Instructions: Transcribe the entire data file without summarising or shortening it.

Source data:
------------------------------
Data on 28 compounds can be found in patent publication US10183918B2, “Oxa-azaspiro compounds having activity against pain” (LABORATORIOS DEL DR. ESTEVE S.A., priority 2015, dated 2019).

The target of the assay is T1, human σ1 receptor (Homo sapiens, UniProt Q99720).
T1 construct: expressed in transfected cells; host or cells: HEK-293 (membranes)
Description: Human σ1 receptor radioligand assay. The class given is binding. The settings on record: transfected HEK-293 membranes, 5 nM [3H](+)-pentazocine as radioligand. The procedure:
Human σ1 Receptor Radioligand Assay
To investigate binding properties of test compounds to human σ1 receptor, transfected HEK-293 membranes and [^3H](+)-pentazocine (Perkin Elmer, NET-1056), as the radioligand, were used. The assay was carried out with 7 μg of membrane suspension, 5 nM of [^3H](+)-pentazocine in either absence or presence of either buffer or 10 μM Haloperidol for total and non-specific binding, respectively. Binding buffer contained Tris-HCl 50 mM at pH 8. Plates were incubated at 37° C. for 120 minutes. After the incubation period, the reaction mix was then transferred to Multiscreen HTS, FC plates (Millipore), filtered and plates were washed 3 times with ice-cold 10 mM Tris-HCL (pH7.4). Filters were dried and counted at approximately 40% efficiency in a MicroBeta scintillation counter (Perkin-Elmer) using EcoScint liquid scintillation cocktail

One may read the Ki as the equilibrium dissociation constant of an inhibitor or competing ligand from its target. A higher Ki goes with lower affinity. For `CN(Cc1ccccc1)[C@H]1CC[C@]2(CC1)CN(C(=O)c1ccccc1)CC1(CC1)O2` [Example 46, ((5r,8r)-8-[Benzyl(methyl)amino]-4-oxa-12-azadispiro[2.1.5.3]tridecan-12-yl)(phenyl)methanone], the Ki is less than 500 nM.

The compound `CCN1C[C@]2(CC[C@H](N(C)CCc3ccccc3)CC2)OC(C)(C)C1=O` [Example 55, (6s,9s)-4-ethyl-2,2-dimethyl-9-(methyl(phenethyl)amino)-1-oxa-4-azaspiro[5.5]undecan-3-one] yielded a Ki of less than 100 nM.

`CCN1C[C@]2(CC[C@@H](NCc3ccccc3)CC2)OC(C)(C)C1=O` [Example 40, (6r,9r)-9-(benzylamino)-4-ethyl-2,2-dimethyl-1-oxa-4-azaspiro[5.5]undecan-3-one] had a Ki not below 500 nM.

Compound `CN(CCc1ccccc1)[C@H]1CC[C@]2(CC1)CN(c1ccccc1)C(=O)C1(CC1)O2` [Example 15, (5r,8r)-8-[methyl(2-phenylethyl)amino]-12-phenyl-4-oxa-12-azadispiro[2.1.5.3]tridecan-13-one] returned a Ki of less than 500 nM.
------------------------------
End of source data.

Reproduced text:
Data on 28 compounds can be found in patent publication US10183918B2, “Oxa-azaspiro compounds having activity against pain” (LABORATORIOS DEL DR. ESTEVE S.A., priority 2015, dated 2019).

The target of the assay is T1, human σ1 receptor (Homo sapiens, UniProt Q99720).
T1 construct: expressed in transfected cells; host or cells: HEK-293 (membranes)
Description: Human σ1 receptor radioligand assay. The class given is binding. The settings on record: transfected HEK-293 membranes, 5 nM [3H](+)-pentazocine as radioligand. The procedure:
Human σ1 Receptor Radioligand Assay
To investigate binding properties of test compounds to human σ1 receptor, transfected HEK-293 membranes and [^3H](+)-pentazocine (Perkin Elmer, NET-1056), as the radioligand, were used. The assay was carried out with 7 μg of membrane suspension, 5 nM of [^3H](+)-pentazocine in either absence or presence of either buffer or 10 μM Haloperidol for total and non-specific binding, respectively. Binding buffer contained Tris-HCl 50 mM at pH 8. Plates were incubated at 37° C. for 120 minutes. After the incubation period, the reaction mix was then transferred to Multiscreen HTS, FC plates (Millipore), filtered and plates were washed 3 times with ice-cold 10 mM Tris-HCL (pH7.4). Filters were dried and counted at approximately 40% efficiency in a MicroBeta scintillation counter (Perkin-Elmer) using EcoScint liquid scintillation cocktail

One may read the Ki as the equilibrium dissociation constant of an inhibitor or competing ligand from its target. A higher Ki goes with lower affinity. For `CN(Cc1ccccc1)[C@H]1CC[C@]2(CC1)CN(C(=O)c1ccccc1)CC1(CC1)O2` [Example 46, ((5r,8r)-8-[Benzyl(methyl)amino]-4-oxa-12-azadispiro[2.1.5.3]tridecan-12-yl)(phenyl)methanone], the Ki is less than 500 nM.

The compound `CCN1C[C@]2(CC[C@H](N(C)CCc3ccccc3)CC2)OC(C)(C)C1=O` [Example 55, (6s,9s)-4-ethyl-2,2-dimethyl-9-(methyl(phenethyl)amino)-1-oxa-4-azaspiro[5.5]undecan-3-one] yielded a Ki of less than 100 nM.

`CCN1C[C@]2(CC[C@@H](NCc3ccccc3)CC2)OC(C)(C)C1=O` [Example 40, (6r,9r)-9-(benzylamino)-4-ethyl-2,2-dimethyl-1-oxa-4-azaspiro[5.5]undecan-3-one] had a Ki not below 500 nM.

Compound `CN(CCc1ccccc1)[C@H]1CC[C@]2(CC1)CN(c1ccccc1)C(=O)C1(CC1)O2` [Example 15, (5r,8r)-8-[methyl(2-phenylethyl)amino]-12-phenyl-4-oxa-12-azadispiro[2.1.5.3]tridecan-13-one] returned a Ki of less than 500 nM.